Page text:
676 F2d 190 Borel Restaurant Corporation v. National Labor Relations Board

676 F.2d 190

110 L.R.R.M. (BNA) 2799, 95 Lab.Cas. P 13,748

BOREL RESTAURANT CORPORATION, d/b/a Rusty Scupper
Restaurants, Petitioner,
v.
NATIONAL LABOR RELATIONS BOARD, Respondent.

No. 80-1785.

United States Court of Appeals,
Sixth Circuit.

April 2, 1982.

Gregory P. Szuter, Schwartz, Einhart & Simerka, Cleveland, Ohio, for petitioner.

Elliott Moore, Deputy Associate Gen. Counsel, N. L. R. B., Howard Perlstein, Washington, D. C., Henry Shore, Director, Region 6, N. L. R. B., Pittsburgh, Pa., for respondent.

Before KEITH and JONES, Circuit Judges, and PECK, Senior Circuit Judge.

ORDER

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1

Petitioner Borel Restaurant Corporation d/b/a Rusty Scupper Restaurant ("Employer") seeks review of an order of the National Labor Relations Board ("the Board") finding that it violated §§ 8(a)(1) and (a)(3) of the National Labor Relations Act ("the Act"), 29 U.S.C. §§ 158(a)(1) and (a)(3), in discharging one of its employees. The Board has cross-petitioned for enforcement.

2

This matter was heard by an Administrative Law Judge ("ALJ") on December 17 and 18, 1979. In his order of June 5, 1980, the ALJ found that the Employer violated §§ 8(a)(1) and (a)(3) of the Act by discharging Passanante. The Board adopted the conclusions of the ALJ. The Board's order, issued on August 27, 1980, is reported at 251 NLRB No. 134.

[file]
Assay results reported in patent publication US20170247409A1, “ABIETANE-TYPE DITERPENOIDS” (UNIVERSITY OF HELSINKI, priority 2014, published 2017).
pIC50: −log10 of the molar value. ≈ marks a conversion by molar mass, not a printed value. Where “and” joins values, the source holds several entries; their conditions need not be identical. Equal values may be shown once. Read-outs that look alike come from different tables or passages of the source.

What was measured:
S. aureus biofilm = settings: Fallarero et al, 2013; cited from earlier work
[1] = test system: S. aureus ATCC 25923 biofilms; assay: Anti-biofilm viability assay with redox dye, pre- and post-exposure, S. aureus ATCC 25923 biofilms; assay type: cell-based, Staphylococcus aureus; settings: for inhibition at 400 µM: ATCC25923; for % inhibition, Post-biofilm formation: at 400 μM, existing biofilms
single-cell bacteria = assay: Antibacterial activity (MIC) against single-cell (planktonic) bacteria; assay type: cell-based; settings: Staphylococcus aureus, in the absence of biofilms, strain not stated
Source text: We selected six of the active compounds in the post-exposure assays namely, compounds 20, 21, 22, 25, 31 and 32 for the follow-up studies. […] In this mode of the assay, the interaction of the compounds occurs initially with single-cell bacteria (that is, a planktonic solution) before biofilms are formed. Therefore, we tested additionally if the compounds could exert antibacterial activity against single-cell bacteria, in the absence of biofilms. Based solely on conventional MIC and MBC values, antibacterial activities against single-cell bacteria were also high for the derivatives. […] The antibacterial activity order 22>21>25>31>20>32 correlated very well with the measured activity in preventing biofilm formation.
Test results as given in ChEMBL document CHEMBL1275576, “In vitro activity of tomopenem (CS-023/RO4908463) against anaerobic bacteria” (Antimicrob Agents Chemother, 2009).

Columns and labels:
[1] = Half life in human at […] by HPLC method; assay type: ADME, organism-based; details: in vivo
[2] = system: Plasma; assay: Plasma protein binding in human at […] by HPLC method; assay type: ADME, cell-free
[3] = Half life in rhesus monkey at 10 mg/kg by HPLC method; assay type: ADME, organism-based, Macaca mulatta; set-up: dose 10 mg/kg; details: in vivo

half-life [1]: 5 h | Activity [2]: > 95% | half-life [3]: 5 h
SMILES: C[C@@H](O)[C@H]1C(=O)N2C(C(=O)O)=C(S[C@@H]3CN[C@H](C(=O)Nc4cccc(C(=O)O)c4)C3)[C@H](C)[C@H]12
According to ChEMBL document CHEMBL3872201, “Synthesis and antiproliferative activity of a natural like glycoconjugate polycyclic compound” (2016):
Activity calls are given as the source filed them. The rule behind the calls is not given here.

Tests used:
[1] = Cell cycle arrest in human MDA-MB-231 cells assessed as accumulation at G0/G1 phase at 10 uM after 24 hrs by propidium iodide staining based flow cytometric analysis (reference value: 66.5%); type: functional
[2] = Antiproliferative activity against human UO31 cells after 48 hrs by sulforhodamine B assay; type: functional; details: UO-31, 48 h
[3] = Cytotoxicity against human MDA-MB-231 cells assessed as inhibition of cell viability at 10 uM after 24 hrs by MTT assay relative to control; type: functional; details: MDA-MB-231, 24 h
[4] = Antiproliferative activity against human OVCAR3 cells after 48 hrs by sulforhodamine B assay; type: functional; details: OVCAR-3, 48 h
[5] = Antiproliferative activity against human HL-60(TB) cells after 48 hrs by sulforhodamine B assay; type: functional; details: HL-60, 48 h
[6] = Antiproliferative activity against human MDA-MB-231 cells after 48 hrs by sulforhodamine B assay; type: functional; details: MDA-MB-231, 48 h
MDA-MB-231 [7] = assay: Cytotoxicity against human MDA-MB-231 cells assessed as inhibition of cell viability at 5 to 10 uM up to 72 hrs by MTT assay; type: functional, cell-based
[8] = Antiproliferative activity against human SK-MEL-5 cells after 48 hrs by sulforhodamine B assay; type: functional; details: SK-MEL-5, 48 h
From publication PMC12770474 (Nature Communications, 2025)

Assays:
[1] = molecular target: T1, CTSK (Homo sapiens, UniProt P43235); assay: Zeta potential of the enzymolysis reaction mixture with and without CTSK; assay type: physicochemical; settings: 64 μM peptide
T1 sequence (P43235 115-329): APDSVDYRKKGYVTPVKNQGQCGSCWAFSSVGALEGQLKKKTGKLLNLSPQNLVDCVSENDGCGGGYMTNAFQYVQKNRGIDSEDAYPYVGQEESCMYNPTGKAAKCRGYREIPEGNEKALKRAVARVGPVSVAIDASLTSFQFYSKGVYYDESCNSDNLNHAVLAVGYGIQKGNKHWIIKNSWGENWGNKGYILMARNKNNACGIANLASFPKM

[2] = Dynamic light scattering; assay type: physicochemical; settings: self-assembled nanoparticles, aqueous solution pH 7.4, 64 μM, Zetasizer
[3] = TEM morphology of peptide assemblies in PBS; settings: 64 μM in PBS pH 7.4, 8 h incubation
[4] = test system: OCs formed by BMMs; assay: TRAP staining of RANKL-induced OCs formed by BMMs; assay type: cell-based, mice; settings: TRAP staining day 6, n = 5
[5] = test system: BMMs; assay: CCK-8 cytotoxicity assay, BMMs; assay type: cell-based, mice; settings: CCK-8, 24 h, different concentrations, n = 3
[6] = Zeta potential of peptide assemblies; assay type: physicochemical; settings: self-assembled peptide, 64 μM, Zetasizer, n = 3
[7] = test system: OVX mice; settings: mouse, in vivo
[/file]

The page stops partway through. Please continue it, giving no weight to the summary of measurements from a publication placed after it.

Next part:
3

Patrick Passanante ("Passanante") was employed as a waiter by the Employer from June 1977 until his termination in May 1979. During this tenure, specifically in December 1978, Passanante, along with his co-worker, Joe Balsamo, initiated a union organizing campaign. On March 20, 1979, the Employer settled an unfair labor charge with the Regional Director on a non-admission basis. The charge involved the defendant, Employer, and among others, Passanante.

4

All the times relevant to this action, the following rule was in effect as set forth in Borel's Employees' Manual:

5

No employee will be allowed to drink while on duty. Furthermore, under no circumstances can an employee come to work under the influence.

6